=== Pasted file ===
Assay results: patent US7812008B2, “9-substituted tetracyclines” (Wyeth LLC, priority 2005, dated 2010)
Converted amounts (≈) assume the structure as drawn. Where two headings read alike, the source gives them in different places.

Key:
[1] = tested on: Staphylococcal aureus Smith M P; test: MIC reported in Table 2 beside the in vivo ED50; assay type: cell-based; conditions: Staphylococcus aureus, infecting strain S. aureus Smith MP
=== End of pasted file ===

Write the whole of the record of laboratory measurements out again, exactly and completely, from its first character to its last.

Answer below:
Assay results: patent US7812008B2, “9-substituted tetracyclines” (Wyeth LLC, priority 2005, dated 2010)
Converted amounts (≈) assume the structure as drawn. Where two headings read alike, the source gives them in different places.

Key:
[1] = tested on: Staphylococcal aureus Smith M P; test: MIC reported in Table 2 beside the in vivo ED50; assay type: cell-based; conditions: Staphylococcus aureus, infecting strain S. aureus Smith MP